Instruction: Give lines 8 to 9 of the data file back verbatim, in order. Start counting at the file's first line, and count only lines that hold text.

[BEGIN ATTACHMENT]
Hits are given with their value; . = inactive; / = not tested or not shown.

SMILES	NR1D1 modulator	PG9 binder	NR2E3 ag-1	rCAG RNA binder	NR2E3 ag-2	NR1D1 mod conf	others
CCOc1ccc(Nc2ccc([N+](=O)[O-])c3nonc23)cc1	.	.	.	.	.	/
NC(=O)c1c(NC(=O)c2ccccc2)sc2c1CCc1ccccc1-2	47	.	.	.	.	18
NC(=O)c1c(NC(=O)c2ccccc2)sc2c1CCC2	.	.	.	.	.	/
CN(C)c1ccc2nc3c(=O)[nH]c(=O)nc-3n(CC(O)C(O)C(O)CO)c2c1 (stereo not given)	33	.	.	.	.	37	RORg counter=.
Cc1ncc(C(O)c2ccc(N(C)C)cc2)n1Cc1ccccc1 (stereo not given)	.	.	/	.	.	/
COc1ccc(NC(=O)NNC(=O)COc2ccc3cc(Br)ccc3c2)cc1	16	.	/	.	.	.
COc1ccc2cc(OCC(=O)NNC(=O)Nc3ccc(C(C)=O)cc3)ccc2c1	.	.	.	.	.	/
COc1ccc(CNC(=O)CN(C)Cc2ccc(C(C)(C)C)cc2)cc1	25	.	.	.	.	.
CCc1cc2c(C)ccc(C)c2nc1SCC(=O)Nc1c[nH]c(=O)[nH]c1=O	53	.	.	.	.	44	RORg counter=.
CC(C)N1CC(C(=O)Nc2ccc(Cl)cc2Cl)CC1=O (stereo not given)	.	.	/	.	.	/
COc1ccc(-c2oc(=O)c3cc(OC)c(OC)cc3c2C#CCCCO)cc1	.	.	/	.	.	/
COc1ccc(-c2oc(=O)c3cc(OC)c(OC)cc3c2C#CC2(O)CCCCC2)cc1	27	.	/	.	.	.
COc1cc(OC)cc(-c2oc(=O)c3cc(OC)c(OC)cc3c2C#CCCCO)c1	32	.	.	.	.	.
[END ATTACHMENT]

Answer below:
COc1ccc(NC(=O)NNC(=O)COc2ccc3cc(Br)ccc3c2)cc1	16	.	/	.	.	.
COc1ccc2cc(OCC(=O)NNC(=O)Nc3ccc(C(C)=O)cc3)ccc2c1	.	.	.	.	.	/